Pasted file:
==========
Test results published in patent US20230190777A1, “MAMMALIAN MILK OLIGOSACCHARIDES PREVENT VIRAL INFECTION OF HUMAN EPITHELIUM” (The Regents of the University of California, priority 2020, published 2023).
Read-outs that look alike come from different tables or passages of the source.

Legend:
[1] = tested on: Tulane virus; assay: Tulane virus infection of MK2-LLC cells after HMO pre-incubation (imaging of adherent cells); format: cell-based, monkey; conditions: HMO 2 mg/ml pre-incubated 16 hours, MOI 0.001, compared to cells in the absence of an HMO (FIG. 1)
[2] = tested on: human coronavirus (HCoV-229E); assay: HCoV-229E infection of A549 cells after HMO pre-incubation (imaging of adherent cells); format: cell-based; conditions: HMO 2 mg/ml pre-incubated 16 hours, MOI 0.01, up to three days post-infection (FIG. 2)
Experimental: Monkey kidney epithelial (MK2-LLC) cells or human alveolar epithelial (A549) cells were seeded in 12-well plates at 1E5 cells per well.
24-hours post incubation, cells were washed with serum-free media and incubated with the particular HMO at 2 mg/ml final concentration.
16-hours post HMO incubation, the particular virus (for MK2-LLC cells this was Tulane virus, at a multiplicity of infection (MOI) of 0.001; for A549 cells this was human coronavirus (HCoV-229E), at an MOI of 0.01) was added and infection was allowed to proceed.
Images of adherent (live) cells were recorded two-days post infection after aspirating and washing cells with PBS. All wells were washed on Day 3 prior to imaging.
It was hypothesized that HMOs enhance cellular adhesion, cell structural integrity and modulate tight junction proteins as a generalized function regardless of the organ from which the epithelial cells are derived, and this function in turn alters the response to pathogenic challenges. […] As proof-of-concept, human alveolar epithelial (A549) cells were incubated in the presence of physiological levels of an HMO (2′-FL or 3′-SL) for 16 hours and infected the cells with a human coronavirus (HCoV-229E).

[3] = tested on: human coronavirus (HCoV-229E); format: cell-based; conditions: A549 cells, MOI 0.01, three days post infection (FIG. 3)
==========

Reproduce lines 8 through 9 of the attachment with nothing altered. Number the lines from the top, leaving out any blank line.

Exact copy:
16-hours post HMO incubation, the particular virus (for MK2-LLC cells this was Tulane virus, at a multiplicity of infection (MOI) of 0.001; for A549 cells this was human coronavirus (HCoV-229E), at an MOI of 0.01) was added and infection was allowed to proceed.
Images of adherent (live) cells were recorded two-days post infection after aspirating and washing cells with PBS. All wells were washed on Day 3 prior to imaging.